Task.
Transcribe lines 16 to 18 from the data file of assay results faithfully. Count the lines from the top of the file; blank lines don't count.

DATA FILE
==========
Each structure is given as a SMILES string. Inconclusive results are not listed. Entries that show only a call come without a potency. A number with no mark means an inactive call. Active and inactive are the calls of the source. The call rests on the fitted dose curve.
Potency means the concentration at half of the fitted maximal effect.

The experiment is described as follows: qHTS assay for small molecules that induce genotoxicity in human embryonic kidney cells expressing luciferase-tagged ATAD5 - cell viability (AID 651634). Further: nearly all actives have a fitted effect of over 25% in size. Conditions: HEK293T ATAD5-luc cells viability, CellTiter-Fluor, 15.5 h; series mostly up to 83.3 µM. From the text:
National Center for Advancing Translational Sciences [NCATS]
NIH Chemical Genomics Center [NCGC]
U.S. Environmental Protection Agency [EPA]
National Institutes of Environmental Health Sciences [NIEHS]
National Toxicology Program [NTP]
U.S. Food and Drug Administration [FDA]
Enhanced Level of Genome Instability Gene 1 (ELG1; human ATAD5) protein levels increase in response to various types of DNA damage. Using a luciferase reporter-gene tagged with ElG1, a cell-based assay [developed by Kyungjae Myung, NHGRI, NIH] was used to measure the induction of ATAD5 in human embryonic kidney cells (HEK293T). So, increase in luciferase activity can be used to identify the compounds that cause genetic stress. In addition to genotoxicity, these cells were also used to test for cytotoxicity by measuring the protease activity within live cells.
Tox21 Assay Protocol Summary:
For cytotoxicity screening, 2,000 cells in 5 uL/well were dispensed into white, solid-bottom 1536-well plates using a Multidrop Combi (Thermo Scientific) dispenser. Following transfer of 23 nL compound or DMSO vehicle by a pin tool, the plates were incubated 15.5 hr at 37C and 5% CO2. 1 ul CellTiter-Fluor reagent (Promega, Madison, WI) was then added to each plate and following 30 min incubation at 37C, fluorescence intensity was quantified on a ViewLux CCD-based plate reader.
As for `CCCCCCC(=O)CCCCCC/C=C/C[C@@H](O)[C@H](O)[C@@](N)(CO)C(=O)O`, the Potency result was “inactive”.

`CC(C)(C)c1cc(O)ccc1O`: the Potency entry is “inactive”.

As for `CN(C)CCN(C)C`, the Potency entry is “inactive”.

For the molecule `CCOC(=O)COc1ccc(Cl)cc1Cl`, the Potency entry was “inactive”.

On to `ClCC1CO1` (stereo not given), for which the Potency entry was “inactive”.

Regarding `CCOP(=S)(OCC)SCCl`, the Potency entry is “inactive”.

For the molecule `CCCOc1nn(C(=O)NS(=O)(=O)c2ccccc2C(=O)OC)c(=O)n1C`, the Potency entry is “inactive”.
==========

For the molecule `CCOC(=O)COc1ccc(Cl)cc1Cl`, the Potency entry was “inactive”.

On to `ClCC1CO1` (stereo not given), for which the Potency entry was “inactive”.

Regarding `CCOP(=S)(OCC)SCCl`, the Potency entry is “inactive”.